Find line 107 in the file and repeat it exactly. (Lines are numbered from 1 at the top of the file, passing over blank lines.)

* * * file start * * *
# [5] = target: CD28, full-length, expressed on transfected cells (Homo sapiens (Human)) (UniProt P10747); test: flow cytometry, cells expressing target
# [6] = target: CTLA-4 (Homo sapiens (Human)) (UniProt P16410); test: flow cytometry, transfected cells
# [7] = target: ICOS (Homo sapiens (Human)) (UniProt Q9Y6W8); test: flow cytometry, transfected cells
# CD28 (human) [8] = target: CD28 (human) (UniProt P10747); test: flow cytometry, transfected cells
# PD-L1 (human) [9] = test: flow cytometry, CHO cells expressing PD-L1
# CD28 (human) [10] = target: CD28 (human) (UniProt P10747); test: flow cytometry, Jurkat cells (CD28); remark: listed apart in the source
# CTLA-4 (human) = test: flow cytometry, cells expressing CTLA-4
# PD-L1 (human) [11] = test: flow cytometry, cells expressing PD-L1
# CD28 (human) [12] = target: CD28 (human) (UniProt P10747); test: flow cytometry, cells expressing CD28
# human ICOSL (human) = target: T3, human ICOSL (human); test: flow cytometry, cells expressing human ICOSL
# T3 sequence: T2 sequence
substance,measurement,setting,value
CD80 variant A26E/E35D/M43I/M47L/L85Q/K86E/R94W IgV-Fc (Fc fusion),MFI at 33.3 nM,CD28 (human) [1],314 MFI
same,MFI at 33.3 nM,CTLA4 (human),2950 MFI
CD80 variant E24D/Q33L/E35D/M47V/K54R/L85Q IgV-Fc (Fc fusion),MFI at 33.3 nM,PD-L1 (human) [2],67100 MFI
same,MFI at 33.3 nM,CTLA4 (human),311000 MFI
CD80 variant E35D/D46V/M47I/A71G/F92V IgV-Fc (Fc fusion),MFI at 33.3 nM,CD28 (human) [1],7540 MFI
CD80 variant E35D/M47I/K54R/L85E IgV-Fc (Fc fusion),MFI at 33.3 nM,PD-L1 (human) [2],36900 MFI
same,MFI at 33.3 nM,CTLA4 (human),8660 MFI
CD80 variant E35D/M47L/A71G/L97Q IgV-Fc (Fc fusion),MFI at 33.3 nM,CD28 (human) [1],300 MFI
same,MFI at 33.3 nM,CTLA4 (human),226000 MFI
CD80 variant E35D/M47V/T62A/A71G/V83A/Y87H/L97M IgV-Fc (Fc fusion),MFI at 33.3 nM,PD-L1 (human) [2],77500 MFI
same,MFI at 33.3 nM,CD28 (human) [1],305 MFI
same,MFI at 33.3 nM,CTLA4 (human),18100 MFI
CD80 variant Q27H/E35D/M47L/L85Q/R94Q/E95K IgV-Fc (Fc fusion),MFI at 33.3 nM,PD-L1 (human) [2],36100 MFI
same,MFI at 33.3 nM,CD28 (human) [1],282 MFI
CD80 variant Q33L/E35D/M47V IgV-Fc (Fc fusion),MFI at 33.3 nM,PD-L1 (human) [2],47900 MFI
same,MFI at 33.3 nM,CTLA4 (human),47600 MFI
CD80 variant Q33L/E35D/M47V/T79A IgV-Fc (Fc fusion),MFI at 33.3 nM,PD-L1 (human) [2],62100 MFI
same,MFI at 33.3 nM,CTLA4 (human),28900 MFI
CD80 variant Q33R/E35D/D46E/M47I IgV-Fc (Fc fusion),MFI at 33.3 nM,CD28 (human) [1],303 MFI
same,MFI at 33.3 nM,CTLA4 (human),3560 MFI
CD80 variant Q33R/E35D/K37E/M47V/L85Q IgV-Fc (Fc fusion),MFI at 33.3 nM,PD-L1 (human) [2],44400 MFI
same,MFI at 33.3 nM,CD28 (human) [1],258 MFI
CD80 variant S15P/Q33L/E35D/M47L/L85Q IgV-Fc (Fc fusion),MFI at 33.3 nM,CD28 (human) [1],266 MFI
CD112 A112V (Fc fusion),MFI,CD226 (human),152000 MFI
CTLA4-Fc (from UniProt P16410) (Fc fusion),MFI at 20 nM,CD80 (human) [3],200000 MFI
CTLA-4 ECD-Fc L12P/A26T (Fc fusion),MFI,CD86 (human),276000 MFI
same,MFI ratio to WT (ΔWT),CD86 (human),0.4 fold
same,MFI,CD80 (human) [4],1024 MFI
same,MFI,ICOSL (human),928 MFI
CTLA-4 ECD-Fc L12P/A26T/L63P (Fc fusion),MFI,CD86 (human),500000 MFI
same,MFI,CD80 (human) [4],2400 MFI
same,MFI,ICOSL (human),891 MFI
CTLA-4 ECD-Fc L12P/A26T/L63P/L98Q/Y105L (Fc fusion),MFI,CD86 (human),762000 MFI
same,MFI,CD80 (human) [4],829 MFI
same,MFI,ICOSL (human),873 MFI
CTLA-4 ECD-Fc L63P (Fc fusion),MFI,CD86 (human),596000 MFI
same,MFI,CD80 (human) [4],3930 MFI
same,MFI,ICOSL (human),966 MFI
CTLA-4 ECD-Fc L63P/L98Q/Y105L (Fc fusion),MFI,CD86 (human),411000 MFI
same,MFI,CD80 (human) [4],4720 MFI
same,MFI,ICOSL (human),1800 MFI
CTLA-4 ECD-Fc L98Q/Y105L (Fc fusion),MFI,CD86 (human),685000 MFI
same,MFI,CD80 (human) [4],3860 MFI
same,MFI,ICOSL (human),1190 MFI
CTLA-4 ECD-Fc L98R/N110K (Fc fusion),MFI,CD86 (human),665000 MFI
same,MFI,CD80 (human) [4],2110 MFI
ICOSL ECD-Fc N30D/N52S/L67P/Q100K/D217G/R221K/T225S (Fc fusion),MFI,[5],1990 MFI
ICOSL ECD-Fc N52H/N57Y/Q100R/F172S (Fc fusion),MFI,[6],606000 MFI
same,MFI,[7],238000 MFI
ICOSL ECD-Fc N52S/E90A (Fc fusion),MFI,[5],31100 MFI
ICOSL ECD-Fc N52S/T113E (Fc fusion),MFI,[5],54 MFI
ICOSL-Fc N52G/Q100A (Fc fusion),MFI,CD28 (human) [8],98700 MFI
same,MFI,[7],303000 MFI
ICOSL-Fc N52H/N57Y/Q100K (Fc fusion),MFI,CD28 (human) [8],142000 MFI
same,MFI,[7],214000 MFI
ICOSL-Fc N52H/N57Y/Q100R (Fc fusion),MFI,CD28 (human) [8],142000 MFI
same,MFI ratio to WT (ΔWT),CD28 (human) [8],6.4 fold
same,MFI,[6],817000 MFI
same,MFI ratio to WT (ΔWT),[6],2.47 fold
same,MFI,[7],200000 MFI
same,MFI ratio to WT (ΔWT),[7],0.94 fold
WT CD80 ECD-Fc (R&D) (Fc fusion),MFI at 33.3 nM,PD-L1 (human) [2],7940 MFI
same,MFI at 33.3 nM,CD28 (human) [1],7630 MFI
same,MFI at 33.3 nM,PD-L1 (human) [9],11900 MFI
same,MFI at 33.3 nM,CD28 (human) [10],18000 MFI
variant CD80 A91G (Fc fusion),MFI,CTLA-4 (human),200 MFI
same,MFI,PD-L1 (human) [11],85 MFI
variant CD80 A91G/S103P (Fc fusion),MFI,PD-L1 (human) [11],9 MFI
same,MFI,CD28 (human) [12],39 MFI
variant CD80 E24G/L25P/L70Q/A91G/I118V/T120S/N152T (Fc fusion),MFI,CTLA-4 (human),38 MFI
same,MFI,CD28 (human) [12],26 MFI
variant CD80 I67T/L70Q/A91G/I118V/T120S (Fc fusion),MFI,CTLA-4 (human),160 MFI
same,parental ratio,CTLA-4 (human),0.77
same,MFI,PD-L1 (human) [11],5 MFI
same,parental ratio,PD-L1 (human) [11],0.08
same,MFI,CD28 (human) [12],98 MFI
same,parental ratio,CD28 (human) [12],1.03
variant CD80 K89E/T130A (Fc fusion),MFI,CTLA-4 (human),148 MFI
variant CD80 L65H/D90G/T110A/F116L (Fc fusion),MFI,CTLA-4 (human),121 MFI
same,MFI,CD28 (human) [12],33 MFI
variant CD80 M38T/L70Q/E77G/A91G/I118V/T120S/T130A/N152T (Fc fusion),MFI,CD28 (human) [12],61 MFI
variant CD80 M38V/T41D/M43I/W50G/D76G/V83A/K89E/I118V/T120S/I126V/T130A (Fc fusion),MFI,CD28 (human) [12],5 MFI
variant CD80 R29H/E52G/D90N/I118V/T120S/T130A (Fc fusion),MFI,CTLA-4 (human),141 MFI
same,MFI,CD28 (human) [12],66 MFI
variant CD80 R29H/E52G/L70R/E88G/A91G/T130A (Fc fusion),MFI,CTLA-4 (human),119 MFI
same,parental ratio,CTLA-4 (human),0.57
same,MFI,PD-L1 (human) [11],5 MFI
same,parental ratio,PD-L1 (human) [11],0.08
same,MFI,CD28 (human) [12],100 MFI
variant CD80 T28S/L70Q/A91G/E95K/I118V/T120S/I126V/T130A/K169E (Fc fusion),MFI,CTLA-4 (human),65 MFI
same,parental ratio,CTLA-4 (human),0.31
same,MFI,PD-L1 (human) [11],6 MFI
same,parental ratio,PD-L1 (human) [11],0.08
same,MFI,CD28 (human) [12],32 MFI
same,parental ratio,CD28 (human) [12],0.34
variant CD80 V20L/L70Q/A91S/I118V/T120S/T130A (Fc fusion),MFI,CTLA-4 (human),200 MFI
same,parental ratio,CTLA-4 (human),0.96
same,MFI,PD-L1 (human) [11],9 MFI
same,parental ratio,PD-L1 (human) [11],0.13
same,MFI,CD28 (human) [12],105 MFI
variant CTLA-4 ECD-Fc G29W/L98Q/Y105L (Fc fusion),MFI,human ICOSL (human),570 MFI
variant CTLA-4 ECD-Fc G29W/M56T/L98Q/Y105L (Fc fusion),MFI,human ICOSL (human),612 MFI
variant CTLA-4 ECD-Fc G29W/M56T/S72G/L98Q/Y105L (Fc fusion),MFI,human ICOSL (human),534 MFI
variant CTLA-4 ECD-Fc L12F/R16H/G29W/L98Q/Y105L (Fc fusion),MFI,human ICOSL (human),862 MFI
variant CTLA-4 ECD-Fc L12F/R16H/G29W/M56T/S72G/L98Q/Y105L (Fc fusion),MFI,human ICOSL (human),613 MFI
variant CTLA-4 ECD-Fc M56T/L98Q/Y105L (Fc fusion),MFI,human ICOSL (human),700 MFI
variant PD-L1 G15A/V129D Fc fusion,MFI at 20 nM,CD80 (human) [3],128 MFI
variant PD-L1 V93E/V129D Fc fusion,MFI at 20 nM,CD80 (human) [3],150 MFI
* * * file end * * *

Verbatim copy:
same,parental ratio,CD28 (human) [12],0.34